Halloween shows at the Roxy have become a Janky Smooth tradition after last year’s showcase with Ho99o9 and The Shrine, Halloween 2017 Death Valley Girls support, a Roky Eriksen and Death Valley Girls collaborative evening was a mandatory spooking, especially with DVG lead guitarist Larry Schemel now playing guitar in Roky’s band.
The last time I saw Roky Eriksen was also at the Roxy with him playing with his Hounds Of Baskerville band. Their set was filled with 13th Floor Elevators material but as a guy understanding Roky from a metalhead background, I wanted to hear his halloween staples off his solo album The Evil One.
Lots of artists claim to be evil but few actually live parallel to their projections. Roky, on the other hand, has been dabbling in the paranormal, the horrific, and the down right psychotic for a very long time. It’s a miracle he’s on stage playing psych rock and not chained to a rock in some psych ward. Roky hit so many bong loads and dropped so many tabs that he was thrown into institutions numerous times throughout his music career. Yet that never slowed him down once, no matter how much electro-shock therapy he was given. His clenched teeth digging indentations into that plastic gag in his mouth and the intensity of the shocks running input/output into his brain, criss-crossing his cables, must’ve given Roky many a-vision. Whatever result was intended for the poor Texan with this draconian form of modern voodoo was never met, instead the man’s mind became more insane and jagged, like a collage made of broken mirror glass that still retains his evil image. There are evil people then there is The Evil One.
Daughters of Lillith straight out of Death Valley, California, Death Valley Girls started the night after we entered the Roxy with Lemmy Kilmister’s blessing. Since the last time I saw them, years ago with Death Hymn Number 9, the band has evolved and developed their sound. Bonnie is hyper-confident in a front-woman’s skin, shredding on the guitars, or dancing her finger bones on the ivories of her keyboard-electro-organ-gorgon. You gotta love Bonnie’s stage presence, especially that high-voiced banter that just melts your heart and lets you accept whatever deviant message she delivers without judgement. The synergy of the band members is uncanny, especially the duel guitar raw-rip-roar between Bonnie and Larry Schemel. All the psych rock kids that came out for the girls must’ve been very pleased.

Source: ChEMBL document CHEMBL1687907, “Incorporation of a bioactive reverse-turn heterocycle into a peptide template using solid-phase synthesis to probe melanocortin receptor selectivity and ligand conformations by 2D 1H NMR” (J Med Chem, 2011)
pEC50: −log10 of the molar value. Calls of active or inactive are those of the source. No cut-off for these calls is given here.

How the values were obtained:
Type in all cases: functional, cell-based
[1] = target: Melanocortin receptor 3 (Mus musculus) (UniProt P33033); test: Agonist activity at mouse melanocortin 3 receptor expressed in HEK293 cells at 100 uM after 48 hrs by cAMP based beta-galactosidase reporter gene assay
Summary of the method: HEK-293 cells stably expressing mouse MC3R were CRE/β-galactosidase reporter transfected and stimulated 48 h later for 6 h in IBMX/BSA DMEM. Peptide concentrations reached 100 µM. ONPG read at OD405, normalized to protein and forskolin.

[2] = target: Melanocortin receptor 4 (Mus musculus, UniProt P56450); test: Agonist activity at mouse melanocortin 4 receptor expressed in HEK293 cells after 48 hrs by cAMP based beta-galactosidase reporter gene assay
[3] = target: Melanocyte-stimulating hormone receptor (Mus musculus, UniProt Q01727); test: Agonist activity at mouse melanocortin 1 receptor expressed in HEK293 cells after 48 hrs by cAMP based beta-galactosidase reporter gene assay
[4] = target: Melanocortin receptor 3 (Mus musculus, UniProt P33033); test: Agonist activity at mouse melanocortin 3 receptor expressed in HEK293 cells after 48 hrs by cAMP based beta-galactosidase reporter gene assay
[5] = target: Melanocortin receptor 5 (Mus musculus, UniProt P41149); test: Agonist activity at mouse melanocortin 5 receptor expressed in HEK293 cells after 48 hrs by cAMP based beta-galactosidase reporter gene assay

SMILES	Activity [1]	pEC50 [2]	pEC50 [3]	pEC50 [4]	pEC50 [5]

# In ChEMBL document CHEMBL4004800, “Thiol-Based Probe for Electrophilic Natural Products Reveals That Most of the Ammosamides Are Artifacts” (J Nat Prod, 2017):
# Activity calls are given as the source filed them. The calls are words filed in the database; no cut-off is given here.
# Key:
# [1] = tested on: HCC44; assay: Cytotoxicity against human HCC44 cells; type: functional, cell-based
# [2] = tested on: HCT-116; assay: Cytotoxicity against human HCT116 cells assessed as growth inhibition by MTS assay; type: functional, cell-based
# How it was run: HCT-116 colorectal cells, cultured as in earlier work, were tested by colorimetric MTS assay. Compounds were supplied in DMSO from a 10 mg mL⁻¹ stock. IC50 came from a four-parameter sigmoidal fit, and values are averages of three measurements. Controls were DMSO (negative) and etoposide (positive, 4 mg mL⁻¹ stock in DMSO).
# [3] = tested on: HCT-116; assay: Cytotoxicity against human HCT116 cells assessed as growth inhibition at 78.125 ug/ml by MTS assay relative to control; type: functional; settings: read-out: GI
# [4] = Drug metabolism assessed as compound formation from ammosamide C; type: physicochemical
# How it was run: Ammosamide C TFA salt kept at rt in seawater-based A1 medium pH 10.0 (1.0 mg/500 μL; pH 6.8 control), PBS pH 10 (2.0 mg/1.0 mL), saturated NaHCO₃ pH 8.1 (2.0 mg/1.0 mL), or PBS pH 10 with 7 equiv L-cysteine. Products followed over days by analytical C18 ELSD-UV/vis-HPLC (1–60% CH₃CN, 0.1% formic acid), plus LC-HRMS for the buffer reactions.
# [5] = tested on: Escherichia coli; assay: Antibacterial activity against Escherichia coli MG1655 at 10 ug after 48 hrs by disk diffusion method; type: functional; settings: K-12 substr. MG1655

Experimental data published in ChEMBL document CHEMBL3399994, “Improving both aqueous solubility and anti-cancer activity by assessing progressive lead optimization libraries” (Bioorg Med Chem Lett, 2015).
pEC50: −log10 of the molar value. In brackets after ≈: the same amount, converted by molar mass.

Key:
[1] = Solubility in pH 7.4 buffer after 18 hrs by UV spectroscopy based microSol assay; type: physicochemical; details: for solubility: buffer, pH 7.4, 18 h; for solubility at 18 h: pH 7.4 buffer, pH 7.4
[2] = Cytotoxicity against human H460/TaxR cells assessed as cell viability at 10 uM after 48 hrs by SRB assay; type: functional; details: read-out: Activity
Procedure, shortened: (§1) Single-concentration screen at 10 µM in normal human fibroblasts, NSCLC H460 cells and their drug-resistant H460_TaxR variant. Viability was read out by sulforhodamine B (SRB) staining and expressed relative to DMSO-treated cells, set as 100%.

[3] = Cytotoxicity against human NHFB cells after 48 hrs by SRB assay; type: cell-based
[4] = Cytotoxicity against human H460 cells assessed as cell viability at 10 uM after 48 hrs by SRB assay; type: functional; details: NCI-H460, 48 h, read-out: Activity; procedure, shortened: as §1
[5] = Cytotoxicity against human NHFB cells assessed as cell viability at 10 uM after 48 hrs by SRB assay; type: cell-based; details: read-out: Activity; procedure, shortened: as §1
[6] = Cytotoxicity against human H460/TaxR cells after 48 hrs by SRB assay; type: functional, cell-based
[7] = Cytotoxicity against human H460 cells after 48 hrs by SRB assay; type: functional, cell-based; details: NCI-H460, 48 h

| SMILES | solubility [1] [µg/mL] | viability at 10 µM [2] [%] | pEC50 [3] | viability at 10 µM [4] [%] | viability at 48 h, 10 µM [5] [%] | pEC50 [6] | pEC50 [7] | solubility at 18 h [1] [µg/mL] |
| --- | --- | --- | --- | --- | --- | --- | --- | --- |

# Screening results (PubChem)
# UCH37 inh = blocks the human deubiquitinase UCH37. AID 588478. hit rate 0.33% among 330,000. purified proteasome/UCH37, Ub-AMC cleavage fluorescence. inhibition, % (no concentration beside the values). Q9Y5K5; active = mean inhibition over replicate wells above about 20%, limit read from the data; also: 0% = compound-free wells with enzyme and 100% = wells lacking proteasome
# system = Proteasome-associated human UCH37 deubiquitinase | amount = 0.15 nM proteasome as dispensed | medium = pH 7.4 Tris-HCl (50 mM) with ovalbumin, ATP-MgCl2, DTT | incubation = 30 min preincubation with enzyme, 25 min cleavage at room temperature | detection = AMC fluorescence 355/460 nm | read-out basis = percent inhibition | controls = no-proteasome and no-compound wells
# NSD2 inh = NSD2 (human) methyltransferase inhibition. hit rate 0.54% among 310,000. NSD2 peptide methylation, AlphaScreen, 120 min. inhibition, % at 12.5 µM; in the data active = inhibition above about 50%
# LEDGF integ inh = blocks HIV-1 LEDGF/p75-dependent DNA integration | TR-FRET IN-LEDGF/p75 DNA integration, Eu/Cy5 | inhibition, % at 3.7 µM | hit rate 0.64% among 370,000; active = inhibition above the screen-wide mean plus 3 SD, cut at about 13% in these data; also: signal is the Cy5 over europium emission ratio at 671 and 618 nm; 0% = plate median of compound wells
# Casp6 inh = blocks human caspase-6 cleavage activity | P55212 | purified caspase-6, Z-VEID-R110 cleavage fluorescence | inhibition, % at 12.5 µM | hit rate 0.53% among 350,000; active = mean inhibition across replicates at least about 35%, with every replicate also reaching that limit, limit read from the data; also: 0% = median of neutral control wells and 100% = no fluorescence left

Now time for Roky, hanging tight and cool right in front of the stage, the curtain levitated from the floor to the ceiling and behind it appeared the Evil One and his band. Right out the gate, the set began with songs off the album I had been waiting to hear. “Cold Night For Alligators”, “Sputnik”, and “Night of the Vampire” all sent chills up our scales on this cold October evening. Unlike the last time I saw him though, Roky was sitting down and I could sense less electricity running through him. Even evil has to age though, I guess. The band didn’t hold back on their 13th Floor Elevator jams, songs like “Reverberation”, “Roller Coaster” and “I’ve Got Levitation” cursed the Roxy with new life.
After a hefty set, the band did the usual stroll off-stage tease but we weren’t having it, demanding more tunes before calling it a night. And not only did Roky give in with “Two Headed Dog”, Roky brought Billy Gibbons from ZZ-Top on stage to play “You’re Gonna Miss Me”. I was absolutely elated, the moment I saw that beard float on stage, I felt fireworks inside my guts. I became a leg man all over again. It made me realize how much more we still value the icons of mainstream rock over the icons of underground rock, you bring Billy Gibbons on stage and it’s like God himself graced us with his presence.
Goddamn, did this show over-deliver. In a world without outlaws, the hipsters can always emulate Roky.
Words by: Rob Shepyer
Photos by: Todd Anderson